Someone would have to go before City Council or County Council to tell them that "All is not right in Cleveland and a large number of families are struggling."  That opens up some uncomfortable questions someone is going to have to answer:

  1. Are we using existing tax payer dollars wisely?
  2. Have we evaluated the existing system to assure that we are doing what is best for the community? 
  3. Why are we paying for shelter for some people who seem to not be worthy?
  4. Why don't we have time limits or life time limits on shelter?

Or any of the other inappropriate or misinformed questions that come up when someone has their hand out for money. 

At the end of the day if we want to maintain our commitment to keeping families together, we must open more shelter beds.  If we want to keep Moms from freezing to death in a car this winter, we have to have more shelter beds.  If we want to make sure that when a child asks for a bed, we will have one available for them then we have to build more shelter spaces.  We all know that it is only a band aid that does not end homelessness, but it is impossible to provide assistance after a family has dissolved and each sent in a different direction.  It costs our community much more when the children enter foster care or the Mom gives up her children due to poverty.  Cleveland needs to suck it up and provide more shelter beds to families waiting for an affordable place to live. 

Brian Davis

Posts reflect the opinion of those who sign the entry.

Some are Not So Thankful This Holiday

The US Interagency Council on Homeless published a nice profile of a a new book about homelessness on their website.  This is the story of one author's son called "Losing Tim" and goes through the illness that took control of Paul Gionfriddo's son.  It is a nice profile of a mentally ill guy who needed housing from the perspective of his father.    

The Diane Rehm Show on Monday had an interesting show on homelessness.  It was a story of Dr. Robert Okin who studied the horrible mental health system in the United which allows millions over the last 30 years to live on the streets largely ignored and isolated.  Worth listening to on their podcast.

On any given night, more than half a million people in the U.S. are homeless, and up to 50 percent may be suffering from mental illness. One psychiatrist says these people have become invisible to the rest of us, and set out to learn about their lives. He spent two years talking to and photographing men and women living on the streets of San Francisco. What he found were histories of abuse, neglect, and resilience.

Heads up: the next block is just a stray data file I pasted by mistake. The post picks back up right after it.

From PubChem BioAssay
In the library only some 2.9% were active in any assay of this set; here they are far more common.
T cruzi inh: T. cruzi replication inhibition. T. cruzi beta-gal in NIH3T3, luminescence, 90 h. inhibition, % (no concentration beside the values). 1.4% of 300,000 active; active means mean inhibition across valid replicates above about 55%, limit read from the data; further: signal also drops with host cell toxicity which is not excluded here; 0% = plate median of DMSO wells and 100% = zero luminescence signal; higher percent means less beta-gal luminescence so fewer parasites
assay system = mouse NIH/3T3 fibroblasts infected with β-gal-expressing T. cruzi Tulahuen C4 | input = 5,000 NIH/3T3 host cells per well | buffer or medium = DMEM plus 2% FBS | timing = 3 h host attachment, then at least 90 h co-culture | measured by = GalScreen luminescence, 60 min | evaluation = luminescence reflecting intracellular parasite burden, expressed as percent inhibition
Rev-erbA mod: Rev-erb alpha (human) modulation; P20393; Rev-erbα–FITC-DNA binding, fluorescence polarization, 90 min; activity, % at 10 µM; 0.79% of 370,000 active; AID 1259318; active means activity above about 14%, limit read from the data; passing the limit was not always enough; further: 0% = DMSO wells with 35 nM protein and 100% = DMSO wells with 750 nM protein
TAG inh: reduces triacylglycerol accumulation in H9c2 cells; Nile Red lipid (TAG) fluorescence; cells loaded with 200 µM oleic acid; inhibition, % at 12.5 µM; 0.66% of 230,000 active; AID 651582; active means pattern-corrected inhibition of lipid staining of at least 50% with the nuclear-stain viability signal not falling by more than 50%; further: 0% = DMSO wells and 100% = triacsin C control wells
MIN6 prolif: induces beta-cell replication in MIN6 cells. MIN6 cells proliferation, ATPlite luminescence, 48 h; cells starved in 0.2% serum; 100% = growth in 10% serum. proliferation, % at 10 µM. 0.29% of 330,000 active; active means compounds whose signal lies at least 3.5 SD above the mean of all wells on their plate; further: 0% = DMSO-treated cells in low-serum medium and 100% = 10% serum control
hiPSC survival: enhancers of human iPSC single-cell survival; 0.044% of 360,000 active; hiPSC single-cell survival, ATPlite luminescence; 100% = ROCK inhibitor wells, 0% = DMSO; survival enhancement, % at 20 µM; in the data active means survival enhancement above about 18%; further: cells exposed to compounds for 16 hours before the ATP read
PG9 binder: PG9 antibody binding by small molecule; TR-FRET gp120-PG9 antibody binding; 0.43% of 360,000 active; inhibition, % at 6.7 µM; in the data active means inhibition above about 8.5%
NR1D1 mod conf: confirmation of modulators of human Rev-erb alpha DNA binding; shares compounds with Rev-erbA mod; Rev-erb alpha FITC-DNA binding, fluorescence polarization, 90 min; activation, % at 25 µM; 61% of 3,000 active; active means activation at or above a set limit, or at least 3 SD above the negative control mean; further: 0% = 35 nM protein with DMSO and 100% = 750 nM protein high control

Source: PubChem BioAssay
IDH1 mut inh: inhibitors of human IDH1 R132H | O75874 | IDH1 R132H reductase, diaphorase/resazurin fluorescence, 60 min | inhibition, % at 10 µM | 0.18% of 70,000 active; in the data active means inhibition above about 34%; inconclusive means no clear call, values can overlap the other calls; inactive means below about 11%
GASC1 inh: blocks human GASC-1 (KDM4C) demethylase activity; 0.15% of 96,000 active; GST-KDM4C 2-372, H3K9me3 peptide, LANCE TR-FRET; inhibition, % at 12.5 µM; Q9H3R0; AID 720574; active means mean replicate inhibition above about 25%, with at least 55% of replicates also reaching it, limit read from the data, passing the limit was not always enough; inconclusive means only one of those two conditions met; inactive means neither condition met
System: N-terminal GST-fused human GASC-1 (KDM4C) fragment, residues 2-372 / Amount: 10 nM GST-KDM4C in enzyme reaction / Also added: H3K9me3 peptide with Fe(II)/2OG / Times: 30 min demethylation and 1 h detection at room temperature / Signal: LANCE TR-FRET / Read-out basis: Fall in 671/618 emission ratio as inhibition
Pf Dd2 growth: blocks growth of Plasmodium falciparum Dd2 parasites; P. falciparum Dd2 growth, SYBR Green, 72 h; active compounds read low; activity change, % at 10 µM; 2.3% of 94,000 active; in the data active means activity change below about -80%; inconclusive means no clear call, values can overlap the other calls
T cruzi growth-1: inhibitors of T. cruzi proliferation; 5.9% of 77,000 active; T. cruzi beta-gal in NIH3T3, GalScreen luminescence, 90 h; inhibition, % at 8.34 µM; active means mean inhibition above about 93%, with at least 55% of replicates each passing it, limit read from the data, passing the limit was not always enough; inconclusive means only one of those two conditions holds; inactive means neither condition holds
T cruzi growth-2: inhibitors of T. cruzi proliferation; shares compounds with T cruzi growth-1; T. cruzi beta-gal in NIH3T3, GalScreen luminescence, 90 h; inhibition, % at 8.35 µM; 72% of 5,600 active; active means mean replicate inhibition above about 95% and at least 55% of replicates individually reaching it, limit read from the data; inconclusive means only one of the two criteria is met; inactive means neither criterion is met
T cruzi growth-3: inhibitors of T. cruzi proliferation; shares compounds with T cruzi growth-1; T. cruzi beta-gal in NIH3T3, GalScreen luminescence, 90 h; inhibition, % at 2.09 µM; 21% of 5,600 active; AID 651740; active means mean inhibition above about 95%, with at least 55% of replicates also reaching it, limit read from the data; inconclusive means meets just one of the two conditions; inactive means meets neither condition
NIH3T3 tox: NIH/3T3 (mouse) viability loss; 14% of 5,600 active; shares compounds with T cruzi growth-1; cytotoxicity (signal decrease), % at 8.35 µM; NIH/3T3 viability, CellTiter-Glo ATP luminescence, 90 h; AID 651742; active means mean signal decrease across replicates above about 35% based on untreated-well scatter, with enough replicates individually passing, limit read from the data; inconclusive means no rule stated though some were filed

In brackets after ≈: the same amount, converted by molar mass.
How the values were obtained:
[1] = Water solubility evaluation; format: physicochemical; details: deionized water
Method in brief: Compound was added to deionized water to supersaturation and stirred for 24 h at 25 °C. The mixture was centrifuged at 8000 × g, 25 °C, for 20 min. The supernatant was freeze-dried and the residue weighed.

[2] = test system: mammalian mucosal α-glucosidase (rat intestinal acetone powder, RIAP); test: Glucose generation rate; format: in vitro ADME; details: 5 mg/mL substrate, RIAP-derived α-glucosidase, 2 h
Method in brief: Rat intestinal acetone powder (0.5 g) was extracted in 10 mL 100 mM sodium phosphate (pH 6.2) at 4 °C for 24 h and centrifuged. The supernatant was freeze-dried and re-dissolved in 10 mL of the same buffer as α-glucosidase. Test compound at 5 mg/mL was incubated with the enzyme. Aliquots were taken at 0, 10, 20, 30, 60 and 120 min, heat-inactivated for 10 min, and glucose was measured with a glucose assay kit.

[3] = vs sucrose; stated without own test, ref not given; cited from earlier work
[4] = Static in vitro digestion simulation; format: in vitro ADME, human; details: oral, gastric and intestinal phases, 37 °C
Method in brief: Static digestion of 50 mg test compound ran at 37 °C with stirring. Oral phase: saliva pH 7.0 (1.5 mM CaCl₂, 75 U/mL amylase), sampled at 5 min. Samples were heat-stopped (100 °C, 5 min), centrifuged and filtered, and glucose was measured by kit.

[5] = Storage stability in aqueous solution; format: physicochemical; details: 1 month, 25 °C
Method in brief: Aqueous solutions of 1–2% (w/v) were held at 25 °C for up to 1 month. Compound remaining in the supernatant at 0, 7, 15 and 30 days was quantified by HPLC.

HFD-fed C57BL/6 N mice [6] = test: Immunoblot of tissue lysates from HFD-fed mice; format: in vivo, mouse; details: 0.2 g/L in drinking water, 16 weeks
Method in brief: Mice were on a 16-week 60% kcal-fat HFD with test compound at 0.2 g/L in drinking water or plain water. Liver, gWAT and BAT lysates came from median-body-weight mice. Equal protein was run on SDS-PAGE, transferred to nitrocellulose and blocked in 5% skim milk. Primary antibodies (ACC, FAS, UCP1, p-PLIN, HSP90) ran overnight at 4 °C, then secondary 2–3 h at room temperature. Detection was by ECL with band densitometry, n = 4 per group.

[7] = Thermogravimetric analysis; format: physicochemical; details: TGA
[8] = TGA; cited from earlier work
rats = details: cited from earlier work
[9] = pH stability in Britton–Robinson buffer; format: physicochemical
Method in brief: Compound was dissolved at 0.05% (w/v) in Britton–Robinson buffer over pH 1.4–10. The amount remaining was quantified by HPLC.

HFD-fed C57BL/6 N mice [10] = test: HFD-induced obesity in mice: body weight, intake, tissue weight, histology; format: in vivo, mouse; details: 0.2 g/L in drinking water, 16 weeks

I guess capitalism does not reign supreme in the hotel industry.  The Radisson served as the overflow site in New York City which is serving a record number of family homeless paid to house families in the hotel.  Radisson staff were not happy to hear that the hotel was serving homeless families and has rejected any further bookings from the Department of Homeless Services even if they pay more.  The article says that there were no issues, but the hotel is concerned with the stigma associated with offering a place at the inn for homeless families.  Maybe they could open up their parking garage as was done in Bethlehem around 2000 years ago.

Brian Davis

Posts reflect the opinion of those who sign the entry.

Guest Post: City Mission Official Gives Other Side of Housing First

A New Class of Chronically Homeless?

by Rich Trickel, CEO of the City Mission in Cleveland.

On September 16, 2014, Northeast Ohio Media Group published the article “Housing First Opens Newest Apartments in Work to End Homelessness” by reporter Tom Feran. Certainly this is cause for celebration—the new building with its 65 subsidized studio apartments will be a godsend to some chronically homeless individuals. Furthermore, the article goes on to say that as a result of the last 8 years of housing first in Cleveland, chronic homelessness has been reduced by 73%! Since the reality on the ground where I am isn’t even close to that claim, I tried to find out where that stat come from and how it was calculated. How can a city whose shelters are currently overwhelmed with homeless families state that chronic homelessness has decreased by 73%?

The first clue in understanding the dramatic claims made by housing first advocates is to understand the meaning of “chronic homelessness.” HUD has segmented the homeless into categories, assigned definitions, and focused their strategy and therefore, their resources on only one group – chronically homeless. To be chronically homeless you are an unaccompanied homeless person (single, alone, not part of a family, not accompanied by children); with a diagnosable substance abuse disorder, a serious mental illness, or a developmental disability; and have been continuously homeless for a year or more, or have had 4 episodes of homelessness in the last 3 years. To put this in perspective, there are approximately 600,000 homeless individuals in the US on any given night; only 20% will qualify as chronically homeless. So the primary strategy set by the government to eliminate homelessness, the strategy that is being embraced by almost every major metropolitan area, is only focused on 20% of all homeless people. Furthermore, the largest growing segment of the homeless - women & children, do not fit the definition and are therefore not counted and not able to access the resources dedicated to the chronically homeless.